All of these are examples of the radical love for one another to which Christ calls. There are many others whose names are known the world over, many whose names are known in our communities and no doubt countless others whose radical love in daily duty is known to God alone.

I believe that all who feed the hungry, house the homeless, care for the sick, shelter the abused, walk with the addicted, visit the prisoner, welcome the refugee are about radical love.

I believe that all who advocate for the basic human rights for all, who enable the voices of those who cannot or will not be heard, to be heard in places where decisions are made are about radical love.

I believe that in your regular and generous support of the PWRDF (Primate’s World Relief and Development Fund) you are about that radical love. That gospel is a call to bear witness to God’s healing love in a broken world.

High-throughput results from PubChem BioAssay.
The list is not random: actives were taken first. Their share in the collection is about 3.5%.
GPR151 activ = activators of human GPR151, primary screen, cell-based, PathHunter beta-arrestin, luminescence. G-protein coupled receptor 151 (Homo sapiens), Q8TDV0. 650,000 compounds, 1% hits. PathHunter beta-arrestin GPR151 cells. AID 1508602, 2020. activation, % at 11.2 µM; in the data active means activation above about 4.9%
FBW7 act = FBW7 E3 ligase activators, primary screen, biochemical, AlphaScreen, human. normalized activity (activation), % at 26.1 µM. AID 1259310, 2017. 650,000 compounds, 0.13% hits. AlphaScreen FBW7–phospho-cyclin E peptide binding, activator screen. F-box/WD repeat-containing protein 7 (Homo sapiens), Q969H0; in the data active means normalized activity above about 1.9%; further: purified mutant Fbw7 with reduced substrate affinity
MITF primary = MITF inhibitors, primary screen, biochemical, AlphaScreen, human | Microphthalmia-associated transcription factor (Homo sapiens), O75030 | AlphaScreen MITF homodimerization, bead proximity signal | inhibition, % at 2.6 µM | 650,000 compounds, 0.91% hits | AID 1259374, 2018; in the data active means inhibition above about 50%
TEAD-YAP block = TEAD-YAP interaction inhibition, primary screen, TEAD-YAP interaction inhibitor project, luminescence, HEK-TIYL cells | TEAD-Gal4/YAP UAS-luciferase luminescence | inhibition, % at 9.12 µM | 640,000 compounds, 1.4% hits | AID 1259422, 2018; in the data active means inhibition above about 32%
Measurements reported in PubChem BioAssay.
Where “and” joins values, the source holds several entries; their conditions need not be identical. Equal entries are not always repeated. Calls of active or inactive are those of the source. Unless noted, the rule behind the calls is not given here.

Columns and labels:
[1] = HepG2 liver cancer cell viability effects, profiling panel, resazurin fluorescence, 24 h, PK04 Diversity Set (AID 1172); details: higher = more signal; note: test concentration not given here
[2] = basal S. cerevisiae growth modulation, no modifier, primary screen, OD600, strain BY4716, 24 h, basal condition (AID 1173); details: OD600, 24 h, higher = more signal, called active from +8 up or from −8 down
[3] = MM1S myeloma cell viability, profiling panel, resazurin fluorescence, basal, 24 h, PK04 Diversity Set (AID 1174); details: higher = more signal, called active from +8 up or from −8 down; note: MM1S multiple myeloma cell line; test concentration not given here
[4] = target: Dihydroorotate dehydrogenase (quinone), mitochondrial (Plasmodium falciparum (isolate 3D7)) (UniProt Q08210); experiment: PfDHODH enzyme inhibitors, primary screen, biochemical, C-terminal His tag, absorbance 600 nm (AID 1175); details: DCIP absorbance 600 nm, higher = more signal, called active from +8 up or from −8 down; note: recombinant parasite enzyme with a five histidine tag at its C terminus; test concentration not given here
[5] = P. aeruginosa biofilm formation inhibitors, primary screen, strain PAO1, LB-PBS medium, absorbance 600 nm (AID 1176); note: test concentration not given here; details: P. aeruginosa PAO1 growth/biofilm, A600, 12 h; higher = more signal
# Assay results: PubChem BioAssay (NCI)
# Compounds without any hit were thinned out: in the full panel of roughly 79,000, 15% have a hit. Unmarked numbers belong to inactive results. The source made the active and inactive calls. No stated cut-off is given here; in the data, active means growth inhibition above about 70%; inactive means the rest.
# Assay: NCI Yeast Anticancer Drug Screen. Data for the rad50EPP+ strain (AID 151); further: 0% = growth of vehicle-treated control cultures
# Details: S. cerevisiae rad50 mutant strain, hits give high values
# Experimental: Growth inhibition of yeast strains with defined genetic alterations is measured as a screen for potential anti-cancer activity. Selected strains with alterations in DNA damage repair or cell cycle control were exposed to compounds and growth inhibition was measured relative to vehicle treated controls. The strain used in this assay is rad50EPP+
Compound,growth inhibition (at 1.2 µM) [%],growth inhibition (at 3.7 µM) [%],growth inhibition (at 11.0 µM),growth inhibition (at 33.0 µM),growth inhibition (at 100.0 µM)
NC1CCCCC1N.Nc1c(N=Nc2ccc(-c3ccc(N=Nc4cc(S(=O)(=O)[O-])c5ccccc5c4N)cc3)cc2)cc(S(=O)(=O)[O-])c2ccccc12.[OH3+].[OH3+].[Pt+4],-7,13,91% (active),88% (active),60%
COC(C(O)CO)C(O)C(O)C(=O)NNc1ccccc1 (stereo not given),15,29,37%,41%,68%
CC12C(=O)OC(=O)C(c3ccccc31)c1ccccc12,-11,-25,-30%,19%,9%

All of these are vivid examples of what one of our bishops has described as “sensitive evangelism” It is “diaconal rather than imperial, designed for service not conquest. It aims to show forth the Lord Jesus in acts of witness and faith rather than to ruin souls who are deemed otherwise to be lost.

Divine blessing, holy fellowship, and radical love the heritage and the hope of Huron and of the whole Church for the sake of the world.

I conclude with the words with which I began,

God is light
God is life
God is with us

  • Words affixed to the wall of an English cathedral
  • Words that draw us together in this celebration
  • Words to be written on our hearts and proclaimed through our living

To God be thanks and praise, now and evermore. Amen